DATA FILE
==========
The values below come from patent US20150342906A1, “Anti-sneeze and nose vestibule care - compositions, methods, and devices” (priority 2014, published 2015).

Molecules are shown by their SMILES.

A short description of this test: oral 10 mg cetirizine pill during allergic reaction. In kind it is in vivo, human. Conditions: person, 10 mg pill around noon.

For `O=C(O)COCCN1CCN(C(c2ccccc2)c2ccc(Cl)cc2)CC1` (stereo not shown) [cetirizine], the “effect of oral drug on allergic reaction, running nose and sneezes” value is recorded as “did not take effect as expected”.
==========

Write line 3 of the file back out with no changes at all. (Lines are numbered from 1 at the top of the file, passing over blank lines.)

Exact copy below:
A short description of this test: oral 10 mg cetirizine pill during allergic reaction. In kind it is in vivo, human. Conditions: person, 10 mg pill around noon.